So right about now, you’re probably asking yourself, “Why does everything have to run on time? Why can’t you just go with the flow and shoot the day as it unfolds naturally?” Believe me, I wish I could. But it’s a lot more complicated than that.
The photographer is perhaps the most frequent scapegoat for just about every timeline-related issue that arises during a wedding. For example, if the first look 15 minutes late, your original 20-minute window in which to do the bride and groom’s portraits before the ceremony has now become a five-minute window. This leaves two options: cut out 75% of the photo ideas you came up with during your scouting session, or be the cause of delaying the ceremony. And if the ceremony is delayed, the family portrait session is delayed and if the family portrait session is delayed, the entrance of the bride and groom into the reception is delayed, which screws up the caterer’s order of operations, and so on and so forth. It’s the butterfly effect on a microcosmic scale. And as the photographer, all of the responsibility falls on your shoulders. Long story short, you do your best to make sure things run on time.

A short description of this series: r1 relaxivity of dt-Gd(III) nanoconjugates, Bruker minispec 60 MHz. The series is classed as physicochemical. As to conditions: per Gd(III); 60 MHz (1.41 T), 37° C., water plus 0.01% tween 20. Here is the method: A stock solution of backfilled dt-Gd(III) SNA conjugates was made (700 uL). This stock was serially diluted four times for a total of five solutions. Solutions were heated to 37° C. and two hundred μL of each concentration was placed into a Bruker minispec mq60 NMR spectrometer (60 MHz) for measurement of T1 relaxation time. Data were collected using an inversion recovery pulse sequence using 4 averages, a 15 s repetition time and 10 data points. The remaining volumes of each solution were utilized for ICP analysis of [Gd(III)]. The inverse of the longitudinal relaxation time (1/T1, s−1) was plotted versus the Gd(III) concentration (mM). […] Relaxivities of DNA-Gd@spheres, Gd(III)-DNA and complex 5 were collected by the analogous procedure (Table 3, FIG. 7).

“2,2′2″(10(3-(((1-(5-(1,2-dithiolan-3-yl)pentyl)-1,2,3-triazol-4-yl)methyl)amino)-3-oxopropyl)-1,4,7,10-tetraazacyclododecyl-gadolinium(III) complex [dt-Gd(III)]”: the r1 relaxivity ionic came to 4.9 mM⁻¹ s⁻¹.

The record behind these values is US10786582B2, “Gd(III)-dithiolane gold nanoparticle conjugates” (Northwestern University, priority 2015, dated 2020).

Okay, back to the first look.
Moira shows up with the bride, and possibly a straggler or two in the form of a curious aunt or bridesmaid, whom she turns away as gently as possible. Once they’re out of the picture (pun intended), it’s time to do the deed.
This is almost always going to be shot with natural light, so if you’re shooting in the middle of the afternoon (and you’ll almost certainly be shooting in the middle of the afternoon), you don’t want the sun hitting your bride and groom directly. Make sure to find some shade for softer light. Also, since there will be two cameras trained on the same subject, be sure to position yourselves so that your shooting POVs make a 90 (or so) degree angle. It’s what they do when shooting movie scenes involving two actors facing one another to 1) make sure both faces are captured and 2) avoid having one camera showing up in the frame of the other.
It’s also good to set your camera to continuous shooting mode because this is going to happen very fast and the bride’s and groom’s expressions will be fleeting. Shooting in bursts is the best way to capture this important moment.
Also be sure to shoot close for intimacy and shoot wide for a sense of place. Since you have two cameras, you have the advantage of two lenses, so this shouldn’t be difficult.
Beyond that, just get creative. Much like the rest of the wedding day, be intentional with your compositions (leading lines, depth, background/negative space, symmetry and patterns, etc.). Some of the best advice I ever received for how to push myself beyond taking ordinary photos was this: “Get low, get high, get close, get far.” And in this situation, be sure to do it quickly because the first look is going to last around 10-20 seconds, if you’re lucky.
So now that the first look is in the books and the bride and groom have taken a moment to breathe, it’s time to knock out some portraits.
Next time on How to Shoot a Wedding.